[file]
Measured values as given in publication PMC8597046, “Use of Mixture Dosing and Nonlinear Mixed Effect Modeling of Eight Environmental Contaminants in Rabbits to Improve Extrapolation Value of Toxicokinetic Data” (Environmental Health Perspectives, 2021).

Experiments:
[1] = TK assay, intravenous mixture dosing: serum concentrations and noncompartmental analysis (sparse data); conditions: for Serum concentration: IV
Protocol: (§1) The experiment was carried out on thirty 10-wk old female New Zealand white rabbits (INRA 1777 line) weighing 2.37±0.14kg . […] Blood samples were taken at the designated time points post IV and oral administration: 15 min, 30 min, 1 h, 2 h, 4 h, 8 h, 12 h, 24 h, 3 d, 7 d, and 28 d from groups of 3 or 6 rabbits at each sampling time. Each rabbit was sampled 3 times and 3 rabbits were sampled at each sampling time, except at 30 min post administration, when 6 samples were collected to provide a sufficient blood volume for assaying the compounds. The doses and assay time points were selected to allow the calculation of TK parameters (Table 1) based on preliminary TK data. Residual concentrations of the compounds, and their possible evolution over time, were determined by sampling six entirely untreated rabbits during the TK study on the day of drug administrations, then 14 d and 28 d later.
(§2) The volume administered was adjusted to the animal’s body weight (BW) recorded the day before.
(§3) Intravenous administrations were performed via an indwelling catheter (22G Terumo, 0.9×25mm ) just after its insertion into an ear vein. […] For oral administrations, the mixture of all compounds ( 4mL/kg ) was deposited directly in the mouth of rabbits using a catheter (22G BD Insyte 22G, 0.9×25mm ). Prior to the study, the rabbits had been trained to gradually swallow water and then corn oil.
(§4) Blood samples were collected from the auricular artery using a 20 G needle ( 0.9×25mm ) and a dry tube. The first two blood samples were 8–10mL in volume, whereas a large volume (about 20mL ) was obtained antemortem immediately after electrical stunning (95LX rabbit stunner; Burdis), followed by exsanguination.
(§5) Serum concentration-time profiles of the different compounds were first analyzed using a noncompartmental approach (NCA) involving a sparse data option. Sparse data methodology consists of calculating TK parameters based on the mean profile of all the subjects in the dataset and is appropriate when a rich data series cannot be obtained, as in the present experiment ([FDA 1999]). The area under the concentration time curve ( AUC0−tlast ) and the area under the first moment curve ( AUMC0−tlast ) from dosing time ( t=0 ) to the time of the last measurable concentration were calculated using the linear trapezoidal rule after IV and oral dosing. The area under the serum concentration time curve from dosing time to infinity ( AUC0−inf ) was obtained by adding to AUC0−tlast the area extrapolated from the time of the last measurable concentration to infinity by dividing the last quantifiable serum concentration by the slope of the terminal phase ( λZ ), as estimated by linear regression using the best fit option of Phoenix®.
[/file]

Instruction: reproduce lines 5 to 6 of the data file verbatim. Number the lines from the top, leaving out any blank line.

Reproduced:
(§2) The volume administered was adjusted to the animal’s body weight (BW) recorded the day before.
(§3) Intravenous administrations were performed via an indwelling catheter (22G Terumo, 0.9×25mm ) just after its insertion into an ear vein. […] For oral administrations, the mixture of all compounds ( 4mL/kg ) was deposited directly in the mouth of rabbits using a catheter (22G BD Insyte 22G, 0.9×25mm ). Prior to the study, the rabbits had been trained to gradually swallow water and then corn oil.